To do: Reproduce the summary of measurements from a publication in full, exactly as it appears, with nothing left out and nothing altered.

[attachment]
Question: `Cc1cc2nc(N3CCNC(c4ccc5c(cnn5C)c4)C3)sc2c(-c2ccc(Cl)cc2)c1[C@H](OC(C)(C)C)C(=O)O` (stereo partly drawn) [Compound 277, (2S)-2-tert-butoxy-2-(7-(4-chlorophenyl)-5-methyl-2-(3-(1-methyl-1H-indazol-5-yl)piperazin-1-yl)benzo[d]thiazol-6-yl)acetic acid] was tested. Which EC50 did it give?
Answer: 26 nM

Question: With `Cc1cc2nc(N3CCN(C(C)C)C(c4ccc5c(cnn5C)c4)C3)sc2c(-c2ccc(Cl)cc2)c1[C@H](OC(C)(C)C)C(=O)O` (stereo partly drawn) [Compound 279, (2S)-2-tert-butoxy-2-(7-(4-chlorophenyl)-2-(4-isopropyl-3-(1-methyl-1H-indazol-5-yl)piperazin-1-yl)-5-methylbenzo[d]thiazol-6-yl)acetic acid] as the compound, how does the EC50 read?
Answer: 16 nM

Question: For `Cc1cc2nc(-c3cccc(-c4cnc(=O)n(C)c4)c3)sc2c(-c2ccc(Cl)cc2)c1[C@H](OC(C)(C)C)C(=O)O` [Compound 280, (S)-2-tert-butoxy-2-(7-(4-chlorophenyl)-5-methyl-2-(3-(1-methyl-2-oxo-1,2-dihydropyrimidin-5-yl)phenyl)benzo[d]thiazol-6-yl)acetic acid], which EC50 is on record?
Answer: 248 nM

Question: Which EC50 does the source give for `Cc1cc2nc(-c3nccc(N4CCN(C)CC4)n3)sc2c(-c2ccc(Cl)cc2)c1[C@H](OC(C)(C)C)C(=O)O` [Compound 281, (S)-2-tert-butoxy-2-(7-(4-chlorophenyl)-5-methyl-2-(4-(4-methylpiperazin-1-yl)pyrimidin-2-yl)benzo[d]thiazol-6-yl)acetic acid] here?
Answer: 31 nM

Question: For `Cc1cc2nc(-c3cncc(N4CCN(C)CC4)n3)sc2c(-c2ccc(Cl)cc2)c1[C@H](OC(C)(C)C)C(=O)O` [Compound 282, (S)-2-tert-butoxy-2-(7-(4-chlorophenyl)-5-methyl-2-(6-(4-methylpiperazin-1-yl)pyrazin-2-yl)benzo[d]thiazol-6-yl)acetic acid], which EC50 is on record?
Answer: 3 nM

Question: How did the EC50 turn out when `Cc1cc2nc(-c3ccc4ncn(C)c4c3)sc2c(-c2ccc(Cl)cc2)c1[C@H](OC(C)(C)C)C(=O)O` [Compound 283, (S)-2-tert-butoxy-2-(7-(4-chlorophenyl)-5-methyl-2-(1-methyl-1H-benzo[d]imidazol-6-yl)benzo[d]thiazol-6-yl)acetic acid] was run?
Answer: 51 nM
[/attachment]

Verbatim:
Question: `Cc1cc2nc(N3CCNC(c4ccc5c(cnn5C)c4)C3)sc2c(-c2ccc(Cl)cc2)c1[C@H](OC(C)(C)C)C(=O)O` (stereo partly drawn) [Compound 277, (2S)-2-tert-butoxy-2-(7-(4-chlorophenyl)-5-methyl-2-(3-(1-methyl-1H-indazol-5-yl)piperazin-1-yl)benzo[d]thiazol-6-yl)acetic acid] was tested. Which EC50 did it give?
Answer: 26 nM

Question: With `Cc1cc2nc(N3CCN(C(C)C)C(c4ccc5c(cnn5C)c4)C3)sc2c(-c2ccc(Cl)cc2)c1[C@H](OC(C)(C)C)C(=O)O` (stereo partly drawn) [Compound 279, (2S)-2-tert-butoxy-2-(7-(4-chlorophenyl)-2-(4-isopropyl-3-(1-methyl-1H-indazol-5-yl)piperazin-1-yl)-5-methylbenzo[d]thiazol-6-yl)acetic acid] as the compound, how does the EC50 read?
Answer: 16 nM

Question: For `Cc1cc2nc(-c3cccc(-c4cnc(=O)n(C)c4)c3)sc2c(-c2ccc(Cl)cc2)c1[C@H](OC(C)(C)C)C(=O)O` [Compound 280, (S)-2-tert-butoxy-2-(7-(4-chlorophenyl)-5-methyl-2-(3-(1-methyl-2-oxo-1,2-dihydropyrimidin-5-yl)phenyl)benzo[d]thiazol-6-yl)acetic acid], which EC50 is on record?
Answer: 248 nM

Question: Which EC50 does the source give for `Cc1cc2nc(-c3nccc(N4CCN(C)CC4)n3)sc2c(-c2ccc(Cl)cc2)c1[C@H](OC(C)(C)C)C(=O)O` [Compound 281, (S)-2-tert-butoxy-2-(7-(4-chlorophenyl)-5-methyl-2-(4-(4-methylpiperazin-1-yl)pyrimidin-2-yl)benzo[d]thiazol-6-yl)acetic acid] here?
Answer: 31 nM

Question: For `Cc1cc2nc(-c3cncc(N4CCN(C)CC4)n3)sc2c(-c2ccc(Cl)cc2)c1[C@H](OC(C)(C)C)C(=O)O` [Compound 282, (S)-2-tert-butoxy-2-(7-(4-chlorophenyl)-5-methyl-2-(6-(4-methylpiperazin-1-yl)pyrazin-2-yl)benzo[d]thiazol-6-yl)acetic acid], which EC50 is on record?
Answer: 3 nM

Question: How did the EC50 turn out when `Cc1cc2nc(-c3ccc4ncn(C)c4c3)sc2c(-c2ccc(Cl)cc2)c1[C@H](OC(C)(C)C)C(=O)O` [Compound 283, (S)-2-tert-butoxy-2-(7-(4-chlorophenyl)-5-methyl-2-(1-methyl-1H-benzo[d]imidazol-6-yl)benzo[d]thiazol-6-yl)acetic acid] was run?
Answer: 51 nM